For as long as I've been doing talkback radio, which is more than 20 years now, parents and grandparents have known something doesn't add up in the way we teach our kids maths.
I couldn't count the number of phone calls I've fielded from frustrated parents trying to help confused and despondent kids get their heads around their maths homework (and it's not because I didn't learn addition in my years at school that I can't count the calls).
My maths fundamentals - addition, subtraction, division and percentages - are spot on. Like most people of my generation, we can tell young retail assistants the correct change before the young ones have taken their calculators out of the drawers.
In fact, I loved maths when I was at school. There is a purity to maths - answers are right or wrong - that is really appealing in this age of relativism. Unfortunately, having sailed along getting great marks, come fifth form (what we call Year 11 today) I had a change of teacher and whether it was that, or I'd reached the level of my ability, the wheels came off and the language I had loved became incomprehensible.
I scraped through School Certificate maths and that was the end of that. I still have a dream that I will go back to school one day and nail the algebra and logarithms that were lost to me all those years ago.
But at least, as I say, I have the basics. Which is more than many of our kids have today. And finally, finally, the Government (to its credit) has acknowledged that we are failing our children.
An expert panel from the Royal Society of New Zealand has been convened to shake up the curriculum and change the way teachers are trained and supported. We've known, haven't we, that New Zealand schoolchildren have been left behind the rest of the world when it comes to international surveys and we've known it for some time. The findings are many and damning.
• The Trends in International Mathematics and Science Study found New Zealand students' maths knowledge in the first year of high school is now below that of all other English-speaking countries and the lowest it has ever been.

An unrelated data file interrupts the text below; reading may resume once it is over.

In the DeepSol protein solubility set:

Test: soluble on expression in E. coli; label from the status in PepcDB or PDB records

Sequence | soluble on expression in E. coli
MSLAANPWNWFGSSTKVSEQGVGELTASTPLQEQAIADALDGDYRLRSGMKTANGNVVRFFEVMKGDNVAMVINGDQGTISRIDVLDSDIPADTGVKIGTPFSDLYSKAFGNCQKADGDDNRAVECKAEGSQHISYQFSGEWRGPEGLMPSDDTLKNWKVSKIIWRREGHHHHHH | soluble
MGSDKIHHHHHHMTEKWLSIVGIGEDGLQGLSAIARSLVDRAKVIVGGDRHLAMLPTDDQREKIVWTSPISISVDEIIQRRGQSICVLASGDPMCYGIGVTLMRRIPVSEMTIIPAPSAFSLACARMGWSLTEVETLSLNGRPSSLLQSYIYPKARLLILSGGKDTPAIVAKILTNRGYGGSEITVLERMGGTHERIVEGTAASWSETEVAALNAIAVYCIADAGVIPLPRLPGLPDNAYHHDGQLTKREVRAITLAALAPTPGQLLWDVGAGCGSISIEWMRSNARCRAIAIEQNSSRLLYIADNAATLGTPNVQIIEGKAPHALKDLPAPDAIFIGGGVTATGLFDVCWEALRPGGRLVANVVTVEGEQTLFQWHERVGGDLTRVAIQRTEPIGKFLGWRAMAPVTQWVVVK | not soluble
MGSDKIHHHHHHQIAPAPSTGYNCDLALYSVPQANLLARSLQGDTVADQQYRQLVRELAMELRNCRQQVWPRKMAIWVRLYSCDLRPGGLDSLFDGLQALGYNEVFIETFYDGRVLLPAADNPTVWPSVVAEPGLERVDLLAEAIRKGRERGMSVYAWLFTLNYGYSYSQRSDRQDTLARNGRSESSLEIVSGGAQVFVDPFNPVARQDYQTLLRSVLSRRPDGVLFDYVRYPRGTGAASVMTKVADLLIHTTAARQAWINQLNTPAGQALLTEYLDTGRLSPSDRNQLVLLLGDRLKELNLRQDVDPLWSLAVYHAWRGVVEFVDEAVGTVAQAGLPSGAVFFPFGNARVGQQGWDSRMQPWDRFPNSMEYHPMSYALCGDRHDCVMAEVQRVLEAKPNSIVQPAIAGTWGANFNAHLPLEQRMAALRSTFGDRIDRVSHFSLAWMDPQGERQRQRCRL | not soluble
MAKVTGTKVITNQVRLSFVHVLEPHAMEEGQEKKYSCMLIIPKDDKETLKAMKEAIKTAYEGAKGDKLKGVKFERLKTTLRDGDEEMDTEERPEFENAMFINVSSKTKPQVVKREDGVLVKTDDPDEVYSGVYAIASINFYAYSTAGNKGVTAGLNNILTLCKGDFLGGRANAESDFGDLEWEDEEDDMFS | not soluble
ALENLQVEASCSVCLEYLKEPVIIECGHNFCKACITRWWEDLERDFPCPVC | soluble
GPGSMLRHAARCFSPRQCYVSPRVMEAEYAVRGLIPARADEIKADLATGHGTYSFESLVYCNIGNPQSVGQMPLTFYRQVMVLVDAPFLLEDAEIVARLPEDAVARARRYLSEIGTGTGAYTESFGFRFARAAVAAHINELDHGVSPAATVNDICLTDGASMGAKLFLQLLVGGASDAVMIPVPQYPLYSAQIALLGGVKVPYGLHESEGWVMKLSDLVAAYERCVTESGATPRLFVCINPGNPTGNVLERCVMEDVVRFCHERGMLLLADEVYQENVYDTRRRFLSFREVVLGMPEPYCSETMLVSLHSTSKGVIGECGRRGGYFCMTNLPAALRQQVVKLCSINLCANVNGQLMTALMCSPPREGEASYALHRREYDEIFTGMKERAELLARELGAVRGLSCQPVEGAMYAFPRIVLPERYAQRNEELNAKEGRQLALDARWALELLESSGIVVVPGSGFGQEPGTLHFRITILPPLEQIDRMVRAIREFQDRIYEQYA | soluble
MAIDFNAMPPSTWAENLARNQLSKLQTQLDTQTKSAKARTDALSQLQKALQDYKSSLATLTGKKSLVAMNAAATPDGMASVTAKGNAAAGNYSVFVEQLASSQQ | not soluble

• The Ministry of Education's own National Monitoring Study of Student Achievement showed that only 45 per cent of students in Year 8 were achieving at the level expected in Maths in 2018.
• Even more damning, only 20 per cent of Year 8 Kiwi children achieved the expected level in science in 2017.
• Only 14 per cent of NZ Year 5 primary teachers specialised in maths in their training, compared with a global average of 43 per cent.
• Teachers stream students into ability-based groups far more than their global counterparts do, meaning children with potential miss out.
And so on and so forth.
There is nothing new in any of this. In 2013, one-third of students in their first year of high school were being taught maths by a teacher not qualified in the subject. Our children's performance has been in free fall for years. And it's not just in maths.
An ERO report found that 73 per cent of primary schools did not have an effective science programme. It's an absolute travesty, given that this country had a proud tradition of turning out world-class scientists in nearly every field over the past century.
Still, the one piece of good news is that finally, finally, a government has recognised that we have to stop the rot and has appointed a panel of experts to shake up the curriculum.
Once, education used to be a way for a child to escape the circumstances of their birth. Once, a good education was the right of every child in the country, no matter where they lived or where they came from. That's no longer true.
Our kids, and our teachers, have become collateral damage in the war between ideologues and politicians. We have known this for years, we've worried about this for years and we've been ignored for years.
If this Government can arrest the decline and give back to our children their educational birth right, I'll even forgive them KiwiBuild.
• Kerre McIvor Mornings, Newstalk ZB, 9am-noon, weekdays